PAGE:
Sony Sony VAIO Panel PC VGCLT28G

Just short of true greatness

Sony Sony VAIO Panel PC VGCLT28G
  • Sony Sony VAIO Panel PC VGCLT28G
  • Sony Sony VAIO Panel PC VGCLT28G
  • Sony Sony VAIO Panel PC VGCLT28G
  • Expert Rating

    3.75 / 5


  • Blu-ray writer, fast processor, latest networking connectivity, good screen


  • High cost, no HDMI-output, difficult to transport even short distances

Bottom Line

The Sony VAIO Panel PC VGCLT28G is certainly a feature-packed unit. Sporting a Blu-ray writer and the latest connectivity options, the main thing holding the unit back is its very high price tag. But if you feel the need to streamline your home entertainment environment, and you’re wealthy enough to care about capital gains taxation, then this may be the unit for you.

Would you buy this?

  • Price

    $ 4,299.00 (AUD)

If you're looking for a flat-panel PC that is powerful, adaptable and supports the latest in connectivity and disc formats, then it's hard to go past the Sony VAIO Panel PC VGCLT28G. Featuring a Blu-ray writer, Gigabit Ethernet, 802.11 draft-n wireless connectivity and a 22in screen, the main thing preventing a buying frenzy is the very hefty price tag and the bizarre lack of HDMI-output.

Having recently reviewed the HP TouchSmart PC IQ500, many of the components we yearned for in that unit can be found in the LT28G. Although neither device features a high-definition screen, both come close, with a native resolution of 1680x1050. This means that Blu-ray movies are played with excellent clarity using the slot-loading optical drive on the right-hand side of the device. High-definition television broadcasts are also viewable thanks to the two built-in hybrid digital (DVB-T)/analog TV tuners.

For buyers hoping to use the VAIO as a media centre and watch Blu-ray movies on their larger LCD or plasma screens, the lack of HDMI output is a major setback. This is particularly odd when older Sony products, such as the VAIO VGN-FZ18G, have both a Blu-ray drive and HDMI.

Those who wish to use the Sony as a 'one-stop shop' for their entertainment and computing needs are definitely assisted by the unit being designed with wall-mounting in mind. The excellent range of features means that users can use this computer to eliminate their television or home entertainment PC if they wish.

The lack of a carrying handle and the total weight of over 9kg with the power supply included mean that moving the unit is a constant chore. To move the device around a house will mean gripping it by the plastic border or the hinge while struggling to keep $4299-worth of Panel PC from crashing to a premature death.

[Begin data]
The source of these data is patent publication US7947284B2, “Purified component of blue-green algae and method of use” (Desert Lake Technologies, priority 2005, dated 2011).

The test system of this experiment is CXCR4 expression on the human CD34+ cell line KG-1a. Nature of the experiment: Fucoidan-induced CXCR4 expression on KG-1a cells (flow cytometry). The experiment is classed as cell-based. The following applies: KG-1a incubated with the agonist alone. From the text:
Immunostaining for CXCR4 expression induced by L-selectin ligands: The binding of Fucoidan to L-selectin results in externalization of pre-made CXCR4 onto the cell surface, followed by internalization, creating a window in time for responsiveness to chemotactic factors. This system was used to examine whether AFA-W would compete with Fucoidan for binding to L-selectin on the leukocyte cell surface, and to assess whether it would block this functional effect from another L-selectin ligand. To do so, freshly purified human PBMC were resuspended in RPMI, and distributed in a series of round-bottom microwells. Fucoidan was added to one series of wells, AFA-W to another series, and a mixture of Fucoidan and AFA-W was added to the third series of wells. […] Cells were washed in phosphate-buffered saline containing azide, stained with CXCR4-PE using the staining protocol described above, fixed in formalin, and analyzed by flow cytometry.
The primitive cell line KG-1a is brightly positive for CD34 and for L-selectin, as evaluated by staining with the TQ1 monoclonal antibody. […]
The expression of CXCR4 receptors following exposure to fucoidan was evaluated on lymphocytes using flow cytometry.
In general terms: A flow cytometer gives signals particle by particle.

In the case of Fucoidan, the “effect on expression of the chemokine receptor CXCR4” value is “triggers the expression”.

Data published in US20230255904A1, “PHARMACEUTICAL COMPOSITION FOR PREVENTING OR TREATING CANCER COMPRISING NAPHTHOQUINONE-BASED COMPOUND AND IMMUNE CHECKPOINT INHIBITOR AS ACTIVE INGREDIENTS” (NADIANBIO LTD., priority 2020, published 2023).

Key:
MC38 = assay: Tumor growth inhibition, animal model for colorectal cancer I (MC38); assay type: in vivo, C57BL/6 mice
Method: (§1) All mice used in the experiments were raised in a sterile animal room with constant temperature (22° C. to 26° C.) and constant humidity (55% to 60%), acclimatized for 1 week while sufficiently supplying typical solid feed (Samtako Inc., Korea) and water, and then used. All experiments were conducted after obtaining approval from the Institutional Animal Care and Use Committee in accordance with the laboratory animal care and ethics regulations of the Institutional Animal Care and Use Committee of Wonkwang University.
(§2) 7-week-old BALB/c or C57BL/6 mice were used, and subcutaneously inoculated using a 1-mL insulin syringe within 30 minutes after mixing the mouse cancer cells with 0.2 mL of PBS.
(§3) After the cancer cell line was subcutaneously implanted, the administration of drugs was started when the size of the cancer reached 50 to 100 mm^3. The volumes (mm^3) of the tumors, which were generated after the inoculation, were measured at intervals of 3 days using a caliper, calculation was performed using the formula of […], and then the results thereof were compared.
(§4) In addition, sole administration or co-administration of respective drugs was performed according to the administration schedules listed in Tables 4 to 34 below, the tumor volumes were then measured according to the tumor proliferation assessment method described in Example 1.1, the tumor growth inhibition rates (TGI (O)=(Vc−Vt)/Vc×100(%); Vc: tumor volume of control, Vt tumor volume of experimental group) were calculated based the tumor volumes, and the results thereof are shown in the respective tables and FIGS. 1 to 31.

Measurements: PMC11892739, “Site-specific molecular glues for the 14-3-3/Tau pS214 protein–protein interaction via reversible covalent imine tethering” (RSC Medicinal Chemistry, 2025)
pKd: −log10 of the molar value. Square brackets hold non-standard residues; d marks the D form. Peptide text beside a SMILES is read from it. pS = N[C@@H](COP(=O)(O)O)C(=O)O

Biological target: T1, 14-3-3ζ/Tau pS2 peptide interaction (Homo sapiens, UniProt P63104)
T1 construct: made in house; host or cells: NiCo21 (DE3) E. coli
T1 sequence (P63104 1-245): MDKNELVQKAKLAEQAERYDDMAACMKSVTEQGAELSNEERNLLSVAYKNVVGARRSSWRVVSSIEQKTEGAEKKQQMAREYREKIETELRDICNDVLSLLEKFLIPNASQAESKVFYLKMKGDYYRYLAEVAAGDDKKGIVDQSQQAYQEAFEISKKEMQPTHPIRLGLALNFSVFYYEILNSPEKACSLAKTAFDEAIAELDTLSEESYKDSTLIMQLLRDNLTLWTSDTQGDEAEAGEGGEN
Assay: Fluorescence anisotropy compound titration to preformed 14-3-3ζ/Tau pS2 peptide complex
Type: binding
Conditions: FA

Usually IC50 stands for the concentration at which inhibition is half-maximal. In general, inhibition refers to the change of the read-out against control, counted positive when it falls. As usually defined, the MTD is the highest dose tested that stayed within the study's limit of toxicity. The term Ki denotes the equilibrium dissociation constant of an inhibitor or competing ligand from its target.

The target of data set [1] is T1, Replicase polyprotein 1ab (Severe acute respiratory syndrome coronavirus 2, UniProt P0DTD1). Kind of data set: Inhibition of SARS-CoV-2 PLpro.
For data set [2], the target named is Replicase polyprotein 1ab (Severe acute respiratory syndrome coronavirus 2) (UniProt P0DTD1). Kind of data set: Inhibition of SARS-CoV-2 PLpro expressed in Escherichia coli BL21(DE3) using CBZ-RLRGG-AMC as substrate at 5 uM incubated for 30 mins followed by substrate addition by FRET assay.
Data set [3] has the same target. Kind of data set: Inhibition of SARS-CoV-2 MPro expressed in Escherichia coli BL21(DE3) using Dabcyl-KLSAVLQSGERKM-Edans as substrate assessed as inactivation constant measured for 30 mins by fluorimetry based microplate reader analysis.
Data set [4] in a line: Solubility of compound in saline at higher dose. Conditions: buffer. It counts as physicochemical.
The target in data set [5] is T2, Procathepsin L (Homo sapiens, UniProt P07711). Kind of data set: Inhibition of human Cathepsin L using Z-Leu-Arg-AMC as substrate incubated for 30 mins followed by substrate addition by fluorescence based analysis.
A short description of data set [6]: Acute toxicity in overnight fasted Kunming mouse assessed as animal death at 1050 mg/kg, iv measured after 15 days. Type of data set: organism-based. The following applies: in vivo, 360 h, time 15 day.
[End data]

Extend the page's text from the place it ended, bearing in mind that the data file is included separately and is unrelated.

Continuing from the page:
Unlike this unit's cousin, the Sony VAIO VGC-LJ25GB , there is no touch-screen functionality. However, the screen performs relatively well despite some reflectivity issues in well-lit environments. Although its viewing angle is wide enough for a small number of viewers seated in front of it, it may struggle in a lounge room with a number of people in a variety of positions. The 1.3-megapixel camera that is embedded in the top bezel of the screen can be rotated vertically.

The unit has an excellent 2.1GHz Intel Core 2 Duo T8100 processor, 2GB of DDR2 RAM and a 500GB hard drive that spins at 7200rpm.

Our benchmarks reaffirmed our confidence in the hardware, with WorldBench 6 returning a score of 85. This means that hardware-intensive tasks such as video editing can be handled without too many difficulties. In our iTunes test, where we strain the processor by converting 53min of .WAV files into 192Kbps MP3 files, the Sony returned a time of 82sec, which is a solid score and what we expected from this CPU.

The graphics processing for the LT28G is provided by an NVIDIA GeForce 8400M GT, which means that users wanting gaming performance will have to look elsewhere. With a score of 2607 in 3DMark06, this device will struggle to play modern games; even older titles such as F.E.A.R. will have trouble running above medium settings.

The unit offers Gigabit Ethernet and 802.11b/g/n wireless connectivity. The additional peripherals such as the keyboard and the mouse are wireless and work effectively, although changing the batteries for the mouse, keyboard and remote control will eventually become a chore.

A positive point is the inclusion of both a Type II PC Card slot and an ExpressCard/34 slot. This means that older expansion cards will be compatible as well as newer devices such as e-SATA expansion cards. Other ports include five USB 2.0 ports, a FireWire port and an optical audio output connector.

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